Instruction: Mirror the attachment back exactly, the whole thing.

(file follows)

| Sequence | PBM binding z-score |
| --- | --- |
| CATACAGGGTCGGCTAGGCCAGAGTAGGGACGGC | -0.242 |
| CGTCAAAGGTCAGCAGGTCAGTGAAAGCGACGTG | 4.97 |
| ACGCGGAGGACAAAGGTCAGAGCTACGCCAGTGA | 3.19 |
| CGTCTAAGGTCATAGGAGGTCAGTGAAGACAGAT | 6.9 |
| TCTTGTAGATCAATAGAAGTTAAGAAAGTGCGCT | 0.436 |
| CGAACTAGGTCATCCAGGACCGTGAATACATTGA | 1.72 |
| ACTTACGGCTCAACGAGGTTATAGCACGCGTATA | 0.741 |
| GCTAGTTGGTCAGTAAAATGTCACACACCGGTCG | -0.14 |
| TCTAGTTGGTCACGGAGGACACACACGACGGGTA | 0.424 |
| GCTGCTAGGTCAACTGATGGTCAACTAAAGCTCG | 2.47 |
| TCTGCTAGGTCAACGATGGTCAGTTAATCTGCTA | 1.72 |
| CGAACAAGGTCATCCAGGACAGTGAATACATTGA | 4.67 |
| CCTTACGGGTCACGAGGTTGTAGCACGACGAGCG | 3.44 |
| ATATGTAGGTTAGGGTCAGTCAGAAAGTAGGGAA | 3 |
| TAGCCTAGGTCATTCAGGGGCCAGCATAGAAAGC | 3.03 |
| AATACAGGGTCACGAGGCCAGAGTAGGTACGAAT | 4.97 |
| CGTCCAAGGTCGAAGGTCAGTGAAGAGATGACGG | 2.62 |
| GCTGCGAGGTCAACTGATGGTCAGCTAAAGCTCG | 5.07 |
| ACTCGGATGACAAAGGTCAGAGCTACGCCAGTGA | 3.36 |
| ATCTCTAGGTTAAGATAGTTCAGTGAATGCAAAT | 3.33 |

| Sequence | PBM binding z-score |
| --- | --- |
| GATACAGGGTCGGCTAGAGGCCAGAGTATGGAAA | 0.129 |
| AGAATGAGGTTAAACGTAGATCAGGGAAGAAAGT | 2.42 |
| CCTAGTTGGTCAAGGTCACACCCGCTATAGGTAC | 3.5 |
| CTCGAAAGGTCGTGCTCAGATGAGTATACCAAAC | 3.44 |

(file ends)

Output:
| Sequence | PBM binding z-score |
| --- | --- |
| CATACAGGGTCGGCTAGGCCAGAGTAGGGACGGC | -0.242 |
| CGTCAAAGGTCAGCAGGTCAGTGAAAGCGACGTG | 4.97 |
| ACGCGGAGGACAAAGGTCAGAGCTACGCCAGTGA | 3.19 |
| CGTCTAAGGTCATAGGAGGTCAGTGAAGACAGAT | 6.9 |
| TCTTGTAGATCAATAGAAGTTAAGAAAGTGCGCT | 0.436 |
| CGAACTAGGTCATCCAGGACCGTGAATACATTGA | 1.72 |
| ACTTACGGCTCAACGAGGTTATAGCACGCGTATA | 0.741 |
| GCTAGTTGGTCAGTAAAATGTCACACACCGGTCG | -0.14 |
| TCTAGTTGGTCACGGAGGACACACACGACGGGTA | 0.424 |
| GCTGCTAGGTCAACTGATGGTCAACTAAAGCTCG | 2.47 |
| TCTGCTAGGTCAACGATGGTCAGTTAATCTGCTA | 1.72 |
| CGAACAAGGTCATCCAGGACAGTGAATACATTGA | 4.67 |
| CCTTACGGGTCACGAGGTTGTAGCACGACGAGCG | 3.44 |
| ATATGTAGGTTAGGGTCAGTCAGAAAGTAGGGAA | 3 |
| TAGCCTAGGTCATTCAGGGGCCAGCATAGAAAGC | 3.03 |
| AATACAGGGTCACGAGGCCAGAGTAGGTACGAAT | 4.97 |
| CGTCCAAGGTCGAAGGTCAGTGAAGAGATGACGG | 2.62 |
| GCTGCGAGGTCAACTGATGGTCAGCTAAAGCTCG | 5.07 |
| ACTCGGATGACAAAGGTCAGAGCTACGCCAGTGA | 3.36 |
| ATCTCTAGGTTAAGATAGTTCAGTGAATGCAAAT | 3.33 |

| Sequence | PBM binding z-score |
| --- | --- |
| GATACAGGGTCGGCTAGAGGCCAGAGTATGGAAA | 0.129 |
| AGAATGAGGTTAAACGTAGATCAGGGAAGAAAGT | 2.42 |
| CCTAGTTGGTCAAGGTCACACCCGCTATAGGTAC | 3.5 |
| CTCGAAAGGTCGTGCTCAGATGAGTATACCAAAC | 3.44 |